CLEVELAND -- For a while Friday, Jimmy Vasser's crew was lost, unable to figure out a way to get real speed out of his Honda-powered Reynard.
There was no give-up in his Target-Chip Ganassi crew, though. Doing a little guessing and hoping, along with a lot of work, they helped put Vasser on the provisional pole for Sunday's Medic Drug Grand Prix of Cleveland.
"We had some major problems in the morning (practice)," Vasser said after grabbing the top spot in the first round of time trials with a record-setting lap of 134.385 mph. "We came here with a (chassis) set-up not very conducive to the circuit.
"We destroyed the tires in the morning and knew we were in trouble."
So Vasser's crew looked for help from his teammate, CART FedEx Series champion and defending race winner Alex Zanardi.
"We took most of what he was doing, some of what we were doing, just threw it at the car and it was fantastic," Vasser said.
The fast lap, which broke Zanardi's record of 133.048, set last year on the 2.106-mile, 10-turn Burke Lakefront Airport road course, came on Vasser's last lap. It knocked Bryan Herta's 133.181 off the top spot.
"I got a front row seat for that one," said Herta, who drives a Reynard-Ford. "I was following him on that lap. He was inching away from me pretty good and I thought, `I'm on a good lap and he's pulling away. That's going to be a good one.' It was."
CART officials used orange safety cones on some areas of the course to keep the drivers from short-cutting the corners. But some of the cones were scattered onto the track.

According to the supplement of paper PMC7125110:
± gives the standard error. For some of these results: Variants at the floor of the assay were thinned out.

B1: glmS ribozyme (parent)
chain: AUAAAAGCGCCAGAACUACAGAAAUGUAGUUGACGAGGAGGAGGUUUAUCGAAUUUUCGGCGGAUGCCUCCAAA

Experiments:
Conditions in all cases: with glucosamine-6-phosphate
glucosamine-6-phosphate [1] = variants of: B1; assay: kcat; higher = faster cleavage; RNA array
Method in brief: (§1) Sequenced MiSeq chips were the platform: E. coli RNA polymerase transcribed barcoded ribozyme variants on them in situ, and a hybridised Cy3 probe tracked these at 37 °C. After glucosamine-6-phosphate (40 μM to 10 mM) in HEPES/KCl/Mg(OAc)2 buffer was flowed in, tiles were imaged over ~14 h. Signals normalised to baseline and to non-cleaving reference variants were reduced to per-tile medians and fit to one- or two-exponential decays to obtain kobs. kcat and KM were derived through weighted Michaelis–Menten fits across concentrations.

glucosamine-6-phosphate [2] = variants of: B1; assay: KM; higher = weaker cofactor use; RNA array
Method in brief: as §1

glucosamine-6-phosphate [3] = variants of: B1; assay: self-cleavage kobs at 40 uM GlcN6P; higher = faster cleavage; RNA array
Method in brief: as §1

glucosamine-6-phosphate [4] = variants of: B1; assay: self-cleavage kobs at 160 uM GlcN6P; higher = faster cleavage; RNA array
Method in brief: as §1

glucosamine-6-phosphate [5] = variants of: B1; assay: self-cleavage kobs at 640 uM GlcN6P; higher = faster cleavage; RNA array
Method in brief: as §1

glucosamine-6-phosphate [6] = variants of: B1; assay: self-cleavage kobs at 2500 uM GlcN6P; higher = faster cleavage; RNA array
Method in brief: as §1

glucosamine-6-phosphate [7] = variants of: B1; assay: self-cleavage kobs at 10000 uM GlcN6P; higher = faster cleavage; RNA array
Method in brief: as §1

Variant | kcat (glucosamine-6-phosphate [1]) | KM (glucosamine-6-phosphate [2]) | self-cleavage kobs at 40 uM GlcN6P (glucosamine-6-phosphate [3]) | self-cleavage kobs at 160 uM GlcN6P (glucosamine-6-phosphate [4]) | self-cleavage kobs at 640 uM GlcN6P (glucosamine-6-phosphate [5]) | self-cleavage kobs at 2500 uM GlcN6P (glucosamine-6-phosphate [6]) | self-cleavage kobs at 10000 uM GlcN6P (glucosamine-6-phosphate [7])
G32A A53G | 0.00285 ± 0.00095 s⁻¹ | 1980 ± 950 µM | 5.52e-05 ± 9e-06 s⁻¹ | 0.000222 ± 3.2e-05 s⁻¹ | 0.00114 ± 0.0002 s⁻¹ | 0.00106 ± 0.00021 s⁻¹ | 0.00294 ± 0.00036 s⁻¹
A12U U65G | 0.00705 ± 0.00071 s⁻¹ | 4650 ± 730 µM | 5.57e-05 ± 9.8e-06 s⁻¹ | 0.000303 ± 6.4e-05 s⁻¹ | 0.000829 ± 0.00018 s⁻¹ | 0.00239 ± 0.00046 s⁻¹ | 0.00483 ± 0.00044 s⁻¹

"There were a couple of them right in the racing line," Vasser said. "One was in a particularly bad spot, a very fast place. You had to keep tiptoeing around it. But, my last lap, I put one together and, lo and behold, that one cone was gone right in a place where you can make up some speed."
Both the drivers on the provisional front row said they expect speeds to climb even more Saturday in the final round of qualifying.
If Vasser can hold the top position, it will be his sixth career pole and first road course pole since leading qualifying in Cleveland in 1996.
Dario Franchitti was third at 132.990, with Zanardi -- the current series points leader and winner of two straight races and three of the past four -- next at 132.936. Both were in Reynard-Hondas.
Mark Blundell was fifth at 132.920, followed by Paul Tracy at 132.901, Michael Andretti at 132.764, Mauricio Gugelmin at 132.236 and Gil de Ferran at 132.187.
De Ferran, who won here in 1996 and finished second to Zanardi last year, was one of the favorites to lead Friday's qualifying, but had problems with a sticking throttle cable.
Cars on Firestone tires dominated the session, taking the top six positions and 11 of the top 14. Goodyear's fastest entry was Andretti.
"I can get maybe another tenth (of a second) out of the car, but that's it," said Andretti, the 1991 Cleveland winner. "Everything was perfect with the car, so I don't know what else we can do.
"The track will get quicker tomorrow, and so will everyone else. I hope we can come up with more than a tenth of a second or we will be farther back than seventh."
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